Puget has an interesting blog post today sharing some of its experience on how customers have reacted to Windows 8, the operating system’s weak adoption, and what they’re doing to ease the transition. As a custom system builder, the company argues that Windows 8 may not be their “fault” but it is directly tied to customer experience and thus it has to do something about it.
The new start screen (a.k.a. Metro) is a jolting departure from the user interface that Windows users have been accustomed to using since 1995. According to the company’s founder and president, Jon Bach, the general progression of emotions they typically see from new Windows 8 users goes from confusion to frustration, to anger, defeat and acceptance.
Bach points to a recent Reddit thread in which a Microsoft designer candidly explains the decision to make Metro the default. In short, they wanted to go after casual users and mobile devices, and if they didn’t shove Metro in people’s faces, they wouldn’t care to explore and adopt it themselves.
To some extent Microsoft got the exposure it wanted and now power users are finally getting a bit more freedom with 8.1. But even though power users represent a smaller part of the Windows demographic, Microsoft underestimated the effect they can have on general public perception, starting with friends and family, and how novice users are often intimidated by change. As a result Puget is seeing worse adoption rates for Windows 8 than it saw with Windows Vista.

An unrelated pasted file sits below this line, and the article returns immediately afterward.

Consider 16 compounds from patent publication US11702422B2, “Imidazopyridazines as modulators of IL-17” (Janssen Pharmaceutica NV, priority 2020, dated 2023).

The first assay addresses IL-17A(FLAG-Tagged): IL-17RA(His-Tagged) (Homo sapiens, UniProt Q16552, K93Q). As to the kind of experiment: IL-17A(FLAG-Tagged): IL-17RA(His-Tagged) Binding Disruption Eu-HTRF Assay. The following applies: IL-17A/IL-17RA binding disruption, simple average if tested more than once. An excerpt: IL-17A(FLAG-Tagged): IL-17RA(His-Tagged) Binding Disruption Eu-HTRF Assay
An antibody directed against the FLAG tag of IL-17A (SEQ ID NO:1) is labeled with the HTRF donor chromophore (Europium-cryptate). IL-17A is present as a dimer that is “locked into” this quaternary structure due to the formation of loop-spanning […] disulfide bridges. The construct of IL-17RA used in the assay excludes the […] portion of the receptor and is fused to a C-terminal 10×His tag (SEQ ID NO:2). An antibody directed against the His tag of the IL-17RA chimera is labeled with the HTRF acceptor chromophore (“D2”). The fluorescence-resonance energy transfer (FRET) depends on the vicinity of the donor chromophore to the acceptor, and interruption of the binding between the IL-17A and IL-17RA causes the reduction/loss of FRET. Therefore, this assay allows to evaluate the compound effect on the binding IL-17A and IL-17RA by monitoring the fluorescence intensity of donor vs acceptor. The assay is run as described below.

Bach argues that Windows 8 really is a nice operating system once you get past all the terrible user interface decisions that Microsoft has made. There are some worthy technology improvements built in, hardware manufacturers can get more mileage and features out of their hardware with the latest version of Windows, and customers get the longest support life from Microsoft.
With that reality in hand the company has started offering pre-configured systems that run Windows 8 but look and behave more like Windows 7. The program is called “Windows 8 Makeover: Emulate Windows 7” and essentially comprises a few third-party utilities and out-of-the-box tweaked settings.
The courtesy (as in free) software installation includes Classic Shell as a Start menu replacement, making boot to desktop the default setting, replacing Windows 8 apps as the default program where possible for their desktop counterparts, and ditching the charms bar altogether.
Needless to say, by no means are these modifications exclusive to Puget systems. But it goes to show how desktop users -- even novices who won’t figure these settings on their own -- are reluctant to adopt Metro.